Artist Gamil Shafiq offers his own personal take on the event
No sooner do I set foot in Aswan than I reconnect with my sense of belonging to Egypt; the symposium's magnificent artworks are enough to ensure that we are still in touch with the ancient civilisation of the Nile Valley. Thanks to Culture Minister Farouk Hosni's attention this event, the brainchild of Adam Henein or the Hawk's Eye, as I prefer to call him, has become a kind of academy from which sculptors from across the country graduate.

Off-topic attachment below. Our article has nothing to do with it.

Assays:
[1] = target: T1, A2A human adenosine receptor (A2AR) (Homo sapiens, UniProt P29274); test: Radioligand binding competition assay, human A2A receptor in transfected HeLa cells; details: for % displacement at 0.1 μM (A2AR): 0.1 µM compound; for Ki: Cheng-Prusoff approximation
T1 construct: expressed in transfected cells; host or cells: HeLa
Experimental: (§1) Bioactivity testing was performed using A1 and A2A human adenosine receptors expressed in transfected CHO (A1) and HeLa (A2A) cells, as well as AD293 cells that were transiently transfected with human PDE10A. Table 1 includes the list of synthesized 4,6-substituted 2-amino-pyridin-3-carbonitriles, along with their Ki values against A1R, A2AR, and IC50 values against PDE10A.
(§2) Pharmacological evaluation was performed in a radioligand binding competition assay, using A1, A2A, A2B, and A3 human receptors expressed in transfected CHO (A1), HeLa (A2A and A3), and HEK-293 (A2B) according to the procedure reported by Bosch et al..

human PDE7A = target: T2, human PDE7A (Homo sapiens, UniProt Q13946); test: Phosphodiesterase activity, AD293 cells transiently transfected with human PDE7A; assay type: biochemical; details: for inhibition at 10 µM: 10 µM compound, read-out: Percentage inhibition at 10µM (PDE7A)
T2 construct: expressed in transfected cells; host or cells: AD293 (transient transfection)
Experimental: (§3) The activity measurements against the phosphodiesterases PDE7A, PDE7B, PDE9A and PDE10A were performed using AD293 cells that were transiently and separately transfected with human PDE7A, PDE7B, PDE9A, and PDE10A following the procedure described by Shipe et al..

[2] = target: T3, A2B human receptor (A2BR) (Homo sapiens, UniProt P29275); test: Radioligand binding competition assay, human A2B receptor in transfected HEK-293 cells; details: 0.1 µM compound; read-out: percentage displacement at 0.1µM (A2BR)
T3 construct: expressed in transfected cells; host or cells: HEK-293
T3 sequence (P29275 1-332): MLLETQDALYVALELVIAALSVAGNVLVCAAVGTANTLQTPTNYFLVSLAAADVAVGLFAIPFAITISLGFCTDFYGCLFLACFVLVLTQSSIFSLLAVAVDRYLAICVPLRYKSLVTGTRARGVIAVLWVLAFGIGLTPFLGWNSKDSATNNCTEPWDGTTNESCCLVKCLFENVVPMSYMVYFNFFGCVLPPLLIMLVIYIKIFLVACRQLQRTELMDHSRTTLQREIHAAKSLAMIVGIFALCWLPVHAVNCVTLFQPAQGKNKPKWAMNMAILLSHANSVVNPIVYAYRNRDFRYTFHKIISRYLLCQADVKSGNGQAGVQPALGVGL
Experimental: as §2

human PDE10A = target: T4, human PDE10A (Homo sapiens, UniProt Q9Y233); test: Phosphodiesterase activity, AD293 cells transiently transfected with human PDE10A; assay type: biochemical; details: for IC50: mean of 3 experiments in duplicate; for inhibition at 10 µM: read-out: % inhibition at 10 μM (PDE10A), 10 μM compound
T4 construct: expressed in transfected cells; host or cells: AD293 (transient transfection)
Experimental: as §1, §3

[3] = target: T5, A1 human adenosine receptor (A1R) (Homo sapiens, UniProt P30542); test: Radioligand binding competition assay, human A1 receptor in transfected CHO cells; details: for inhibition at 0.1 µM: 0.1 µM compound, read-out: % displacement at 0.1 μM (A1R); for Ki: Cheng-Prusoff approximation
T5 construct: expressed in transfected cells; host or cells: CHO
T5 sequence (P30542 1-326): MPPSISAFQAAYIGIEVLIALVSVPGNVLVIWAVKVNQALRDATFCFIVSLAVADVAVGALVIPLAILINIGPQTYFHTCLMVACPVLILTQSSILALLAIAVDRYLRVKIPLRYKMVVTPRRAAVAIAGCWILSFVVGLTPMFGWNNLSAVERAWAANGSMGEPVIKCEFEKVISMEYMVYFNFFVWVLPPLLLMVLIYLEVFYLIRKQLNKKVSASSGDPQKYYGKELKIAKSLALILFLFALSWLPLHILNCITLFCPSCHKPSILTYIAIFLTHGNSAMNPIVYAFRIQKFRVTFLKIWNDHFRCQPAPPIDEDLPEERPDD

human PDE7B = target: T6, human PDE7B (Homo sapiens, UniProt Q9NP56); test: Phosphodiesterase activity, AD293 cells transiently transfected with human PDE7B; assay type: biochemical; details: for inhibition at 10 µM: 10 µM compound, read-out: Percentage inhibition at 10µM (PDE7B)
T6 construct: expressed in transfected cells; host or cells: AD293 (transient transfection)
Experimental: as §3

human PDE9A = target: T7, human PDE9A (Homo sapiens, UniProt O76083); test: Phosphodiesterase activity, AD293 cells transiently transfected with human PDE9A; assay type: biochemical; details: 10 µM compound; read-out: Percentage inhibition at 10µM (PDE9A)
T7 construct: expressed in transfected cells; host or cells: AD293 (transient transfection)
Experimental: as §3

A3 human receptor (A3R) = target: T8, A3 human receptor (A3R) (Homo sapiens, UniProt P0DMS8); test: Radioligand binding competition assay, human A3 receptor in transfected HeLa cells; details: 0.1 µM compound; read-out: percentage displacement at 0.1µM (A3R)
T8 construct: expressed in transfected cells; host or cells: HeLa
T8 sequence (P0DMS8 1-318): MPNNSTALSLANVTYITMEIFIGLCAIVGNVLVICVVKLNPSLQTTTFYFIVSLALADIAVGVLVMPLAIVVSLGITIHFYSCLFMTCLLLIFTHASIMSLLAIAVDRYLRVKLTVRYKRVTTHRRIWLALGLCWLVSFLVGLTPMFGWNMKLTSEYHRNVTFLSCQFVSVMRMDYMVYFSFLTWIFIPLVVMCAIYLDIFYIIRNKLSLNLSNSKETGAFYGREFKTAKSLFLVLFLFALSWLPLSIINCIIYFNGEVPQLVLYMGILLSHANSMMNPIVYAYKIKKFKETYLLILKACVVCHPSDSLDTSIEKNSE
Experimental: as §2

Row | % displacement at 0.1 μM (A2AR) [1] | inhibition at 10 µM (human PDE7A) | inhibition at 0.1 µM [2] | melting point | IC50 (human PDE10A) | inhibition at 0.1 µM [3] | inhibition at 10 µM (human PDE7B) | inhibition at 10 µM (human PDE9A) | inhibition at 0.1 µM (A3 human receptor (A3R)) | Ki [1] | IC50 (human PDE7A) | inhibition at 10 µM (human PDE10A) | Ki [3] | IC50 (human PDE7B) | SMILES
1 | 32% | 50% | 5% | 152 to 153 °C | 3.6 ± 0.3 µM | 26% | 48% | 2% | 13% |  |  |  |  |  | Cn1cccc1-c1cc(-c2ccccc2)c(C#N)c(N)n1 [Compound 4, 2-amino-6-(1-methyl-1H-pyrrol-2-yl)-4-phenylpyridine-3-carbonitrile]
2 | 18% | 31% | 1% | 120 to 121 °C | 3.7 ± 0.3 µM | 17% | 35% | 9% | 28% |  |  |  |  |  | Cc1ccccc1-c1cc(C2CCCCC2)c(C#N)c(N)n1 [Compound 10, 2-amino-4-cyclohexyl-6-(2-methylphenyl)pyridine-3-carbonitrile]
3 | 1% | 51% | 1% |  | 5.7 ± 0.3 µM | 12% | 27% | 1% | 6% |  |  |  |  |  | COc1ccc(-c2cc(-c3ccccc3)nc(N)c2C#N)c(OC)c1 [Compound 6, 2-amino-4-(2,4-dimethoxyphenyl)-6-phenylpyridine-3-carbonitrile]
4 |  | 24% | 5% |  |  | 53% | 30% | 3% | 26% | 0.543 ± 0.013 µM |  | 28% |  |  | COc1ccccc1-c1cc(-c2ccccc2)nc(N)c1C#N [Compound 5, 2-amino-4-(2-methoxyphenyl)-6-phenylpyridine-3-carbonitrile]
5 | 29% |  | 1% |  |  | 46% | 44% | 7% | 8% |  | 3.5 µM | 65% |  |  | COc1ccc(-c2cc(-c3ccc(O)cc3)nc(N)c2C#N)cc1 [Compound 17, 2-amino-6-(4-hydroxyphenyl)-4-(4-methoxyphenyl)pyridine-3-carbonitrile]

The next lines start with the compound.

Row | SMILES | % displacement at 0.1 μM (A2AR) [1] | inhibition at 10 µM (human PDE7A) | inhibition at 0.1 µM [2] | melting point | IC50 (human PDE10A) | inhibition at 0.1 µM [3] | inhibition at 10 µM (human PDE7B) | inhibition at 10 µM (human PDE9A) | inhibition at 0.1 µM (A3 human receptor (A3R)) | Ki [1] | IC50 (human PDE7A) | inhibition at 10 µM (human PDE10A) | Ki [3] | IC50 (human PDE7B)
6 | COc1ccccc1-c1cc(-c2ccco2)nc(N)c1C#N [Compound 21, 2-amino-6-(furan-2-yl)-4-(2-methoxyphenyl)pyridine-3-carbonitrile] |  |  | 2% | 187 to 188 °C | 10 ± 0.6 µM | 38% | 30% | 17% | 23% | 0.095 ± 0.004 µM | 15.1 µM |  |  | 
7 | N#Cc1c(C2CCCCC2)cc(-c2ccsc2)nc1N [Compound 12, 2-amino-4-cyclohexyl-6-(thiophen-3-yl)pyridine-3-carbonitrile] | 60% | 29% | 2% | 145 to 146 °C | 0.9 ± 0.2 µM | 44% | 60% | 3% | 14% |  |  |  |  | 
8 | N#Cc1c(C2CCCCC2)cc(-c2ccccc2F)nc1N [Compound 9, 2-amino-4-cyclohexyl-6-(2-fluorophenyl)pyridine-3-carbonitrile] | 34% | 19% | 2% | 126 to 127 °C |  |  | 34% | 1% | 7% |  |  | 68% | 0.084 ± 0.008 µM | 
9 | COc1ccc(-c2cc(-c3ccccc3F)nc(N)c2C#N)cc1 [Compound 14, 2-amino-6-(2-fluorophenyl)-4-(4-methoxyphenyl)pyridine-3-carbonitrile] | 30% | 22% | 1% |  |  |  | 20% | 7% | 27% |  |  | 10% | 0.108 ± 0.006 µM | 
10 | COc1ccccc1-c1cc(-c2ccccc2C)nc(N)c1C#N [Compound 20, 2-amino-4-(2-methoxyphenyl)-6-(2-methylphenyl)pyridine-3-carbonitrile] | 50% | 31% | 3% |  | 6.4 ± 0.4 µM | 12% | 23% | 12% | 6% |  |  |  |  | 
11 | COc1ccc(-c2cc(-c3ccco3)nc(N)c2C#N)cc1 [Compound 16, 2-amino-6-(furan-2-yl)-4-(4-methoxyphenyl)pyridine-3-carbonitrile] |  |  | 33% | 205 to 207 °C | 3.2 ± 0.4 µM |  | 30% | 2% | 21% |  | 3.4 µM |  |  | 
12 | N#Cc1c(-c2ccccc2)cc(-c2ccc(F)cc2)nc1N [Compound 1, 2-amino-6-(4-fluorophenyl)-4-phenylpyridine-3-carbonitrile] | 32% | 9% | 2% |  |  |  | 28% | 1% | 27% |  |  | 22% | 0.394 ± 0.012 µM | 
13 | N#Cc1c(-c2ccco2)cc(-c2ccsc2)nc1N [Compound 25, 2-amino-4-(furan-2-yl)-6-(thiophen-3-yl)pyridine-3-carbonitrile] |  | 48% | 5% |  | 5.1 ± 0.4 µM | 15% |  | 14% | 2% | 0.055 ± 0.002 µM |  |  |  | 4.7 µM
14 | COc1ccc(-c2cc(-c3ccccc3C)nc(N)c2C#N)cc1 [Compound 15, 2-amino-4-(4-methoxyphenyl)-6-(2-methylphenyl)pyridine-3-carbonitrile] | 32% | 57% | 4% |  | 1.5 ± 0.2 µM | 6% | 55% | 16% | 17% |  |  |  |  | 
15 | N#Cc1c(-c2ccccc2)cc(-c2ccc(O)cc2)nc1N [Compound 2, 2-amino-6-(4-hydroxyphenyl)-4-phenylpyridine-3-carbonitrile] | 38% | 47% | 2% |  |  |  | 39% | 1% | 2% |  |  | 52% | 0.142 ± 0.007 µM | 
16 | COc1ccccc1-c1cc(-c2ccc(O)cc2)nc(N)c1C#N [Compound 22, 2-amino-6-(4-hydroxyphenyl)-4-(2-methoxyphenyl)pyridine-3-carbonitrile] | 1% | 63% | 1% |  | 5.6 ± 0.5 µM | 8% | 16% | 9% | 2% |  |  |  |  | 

This year I was attracted to the workshop participants, among whom Mohamed Abul- Magd and Mahmoud El-Douehi particularly impressed me. Both holders of vocational diplomas, they would likely not have been spotted if not for the Eye. I remember first meeting Abul-Magd at last year's Youth Salon: he was recounting how his wife helped him out, selling her jewellery to cover the expense of creating the impressive piece he had created for the occasion and transporting it from his hometown in Al-Maadeya, Rashid to Cairo. Al-Shumoukh (Sublimity), the piece he contributed to the symposium, is quite simply beyond words -- neither abstract nor figurative. Suffice it to say that it engaged both fellow sculptors and visitors. For his part El-Douehi, from Upper Egypt, is deeply rooted in the granite culture: his grandfather is Am Ali El-Douehi, the elderly headman who worked in dismantling and transporting the Abu Simbel Temple during the UNESCO salvage operation on the eve of the building of the High Dam. His relationship with stone started at the tender age of nine when, accompanying his father, he would play with bits of it. In 1996, however, he joined the symposium's first round as Henein's own professional assistant, completing, among other pieces, a 19-metre boat now located in Hawk Eye's home in Haraneya, Giza. In 2003 he carved his own metre-tall granite piece for the Youth Salon -- now on show at the Modern Art Museum. This year he produced one of his largest pieces today, a 180cm long human figure.